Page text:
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Nobel Laureate Calls on Japan to Think Small Where Aid is Concerned


The Bangladeshi economist who won the Nobel Peace Prize is calling for more development aid from donor countries like Japan to be funneled directly to the world's poor. Muhammad Yunus says he is at least finding it easier to meet government officials who were previously unreceptive to his proposals.

Nobel Peace Prize winner Muhammad Yunus is calling on Japan to take a closer look at microcredit when it comes to foreign aid.

Yunus is credited with creating the innovative program of giving tiny loans, mostly to rural women, to help pull them and their families out of poverty.

Speaking to reporters in Tokyo Wednesday, Yunus said he hopes the Nobel award will prod Japan, one of the biggest donors of development aid, to lead the way in supporting small loans to the poor, instead of concentrating on large infrastructure projects.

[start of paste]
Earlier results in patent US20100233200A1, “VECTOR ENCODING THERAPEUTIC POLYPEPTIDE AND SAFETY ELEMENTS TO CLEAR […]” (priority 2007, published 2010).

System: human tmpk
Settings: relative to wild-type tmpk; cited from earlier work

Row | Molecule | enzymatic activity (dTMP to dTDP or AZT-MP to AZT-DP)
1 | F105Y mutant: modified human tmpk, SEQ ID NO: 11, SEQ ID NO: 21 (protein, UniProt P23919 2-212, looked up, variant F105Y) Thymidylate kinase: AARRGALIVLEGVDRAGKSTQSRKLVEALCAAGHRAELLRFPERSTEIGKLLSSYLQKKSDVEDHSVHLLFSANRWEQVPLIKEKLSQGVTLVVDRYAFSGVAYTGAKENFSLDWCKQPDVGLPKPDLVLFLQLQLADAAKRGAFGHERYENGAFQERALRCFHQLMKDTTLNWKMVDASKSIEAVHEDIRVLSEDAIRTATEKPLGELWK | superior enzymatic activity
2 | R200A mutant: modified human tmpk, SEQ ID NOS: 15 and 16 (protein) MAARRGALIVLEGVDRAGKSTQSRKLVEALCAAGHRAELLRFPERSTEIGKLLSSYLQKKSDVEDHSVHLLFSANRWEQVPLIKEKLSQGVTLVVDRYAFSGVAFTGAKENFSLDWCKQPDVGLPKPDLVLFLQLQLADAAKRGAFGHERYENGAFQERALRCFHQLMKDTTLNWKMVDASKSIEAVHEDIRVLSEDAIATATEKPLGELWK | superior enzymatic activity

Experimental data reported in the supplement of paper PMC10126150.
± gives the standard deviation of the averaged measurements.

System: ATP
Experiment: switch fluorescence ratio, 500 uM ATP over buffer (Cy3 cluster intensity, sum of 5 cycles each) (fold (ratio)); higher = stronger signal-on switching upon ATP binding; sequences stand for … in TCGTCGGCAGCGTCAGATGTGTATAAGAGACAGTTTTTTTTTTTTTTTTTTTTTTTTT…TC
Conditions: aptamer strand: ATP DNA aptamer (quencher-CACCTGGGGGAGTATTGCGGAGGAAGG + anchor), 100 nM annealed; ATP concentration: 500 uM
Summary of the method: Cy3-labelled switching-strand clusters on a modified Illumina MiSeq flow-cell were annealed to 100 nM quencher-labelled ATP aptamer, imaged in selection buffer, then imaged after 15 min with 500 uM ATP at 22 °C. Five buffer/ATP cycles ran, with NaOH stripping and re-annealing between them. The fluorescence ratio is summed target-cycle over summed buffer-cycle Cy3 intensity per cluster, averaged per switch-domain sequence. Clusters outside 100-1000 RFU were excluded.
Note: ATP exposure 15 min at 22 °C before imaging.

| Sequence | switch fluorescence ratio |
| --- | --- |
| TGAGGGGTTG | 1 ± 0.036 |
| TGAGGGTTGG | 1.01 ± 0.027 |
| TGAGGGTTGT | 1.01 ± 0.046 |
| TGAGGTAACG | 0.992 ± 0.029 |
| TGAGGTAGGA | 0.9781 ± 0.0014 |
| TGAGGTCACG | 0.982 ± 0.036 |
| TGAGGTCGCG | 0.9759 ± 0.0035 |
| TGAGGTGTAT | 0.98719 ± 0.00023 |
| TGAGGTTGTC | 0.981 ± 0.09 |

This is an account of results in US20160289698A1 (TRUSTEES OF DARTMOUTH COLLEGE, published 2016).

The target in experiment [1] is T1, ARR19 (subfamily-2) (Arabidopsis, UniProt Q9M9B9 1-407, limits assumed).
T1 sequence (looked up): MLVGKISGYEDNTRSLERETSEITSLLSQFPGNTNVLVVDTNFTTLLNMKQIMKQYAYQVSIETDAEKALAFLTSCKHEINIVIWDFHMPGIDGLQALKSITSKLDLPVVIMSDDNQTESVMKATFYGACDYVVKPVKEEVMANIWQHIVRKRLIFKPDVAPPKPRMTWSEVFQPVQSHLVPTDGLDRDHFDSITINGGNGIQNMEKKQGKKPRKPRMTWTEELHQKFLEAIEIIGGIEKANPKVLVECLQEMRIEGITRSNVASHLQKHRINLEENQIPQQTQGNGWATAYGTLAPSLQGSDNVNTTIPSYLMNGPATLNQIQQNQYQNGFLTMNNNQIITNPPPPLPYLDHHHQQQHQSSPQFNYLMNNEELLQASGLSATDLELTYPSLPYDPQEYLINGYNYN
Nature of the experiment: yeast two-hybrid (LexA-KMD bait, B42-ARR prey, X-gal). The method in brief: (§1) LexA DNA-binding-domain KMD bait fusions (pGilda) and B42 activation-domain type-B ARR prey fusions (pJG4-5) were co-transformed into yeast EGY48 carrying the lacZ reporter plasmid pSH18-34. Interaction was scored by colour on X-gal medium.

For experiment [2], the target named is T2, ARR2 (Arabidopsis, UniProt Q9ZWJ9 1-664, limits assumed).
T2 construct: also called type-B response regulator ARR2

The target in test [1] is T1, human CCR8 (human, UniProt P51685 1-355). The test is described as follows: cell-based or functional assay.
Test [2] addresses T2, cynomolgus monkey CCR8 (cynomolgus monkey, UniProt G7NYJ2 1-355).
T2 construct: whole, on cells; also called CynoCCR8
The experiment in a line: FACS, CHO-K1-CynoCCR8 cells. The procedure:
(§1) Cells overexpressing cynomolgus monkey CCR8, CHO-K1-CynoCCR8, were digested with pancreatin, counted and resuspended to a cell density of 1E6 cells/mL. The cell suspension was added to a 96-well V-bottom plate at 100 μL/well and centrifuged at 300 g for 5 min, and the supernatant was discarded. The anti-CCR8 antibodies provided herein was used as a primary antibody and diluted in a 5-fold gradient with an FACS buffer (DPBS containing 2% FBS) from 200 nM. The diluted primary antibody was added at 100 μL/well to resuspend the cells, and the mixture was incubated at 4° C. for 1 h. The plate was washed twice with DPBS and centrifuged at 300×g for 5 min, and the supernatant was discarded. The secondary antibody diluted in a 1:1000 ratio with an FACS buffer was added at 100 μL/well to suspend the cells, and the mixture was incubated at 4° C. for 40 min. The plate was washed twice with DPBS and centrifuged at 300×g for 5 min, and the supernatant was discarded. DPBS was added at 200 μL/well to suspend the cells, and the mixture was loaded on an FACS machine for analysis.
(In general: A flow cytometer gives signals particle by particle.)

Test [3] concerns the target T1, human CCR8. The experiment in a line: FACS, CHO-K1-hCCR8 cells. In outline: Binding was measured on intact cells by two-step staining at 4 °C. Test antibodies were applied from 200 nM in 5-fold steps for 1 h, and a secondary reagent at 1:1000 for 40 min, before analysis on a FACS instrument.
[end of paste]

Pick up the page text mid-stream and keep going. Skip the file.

"It has a lot of leverage in what kind of thing they will prioritize and where they put their money," Yunus said. "And we are trying to bring this to the attention of the Japanese that microcredit would be a very important vehicle through which they can address the question of poverty, in particularly with women, in their program."

Yunus also says he would like to collaborate with Japanese corporations to start so-called social business enterprises in developing nations. In such projects, companies do not make a profit, but are able to recoup their investment.

The American-educated economist, a director of the U.N. Foundation, is in Japan for the organization's annual board meeting. He says that before he and his Grameen Bank were jointly awarded the Nobel Peace Prize on October 13, it took considerable effort to arrange meetings with Japanese officials. Now, he says, doors here are opening for him quickly.

The U.N. Foundation, started by American media magnate Ted Turner, has donated $1 billion to programs within the U.N. system.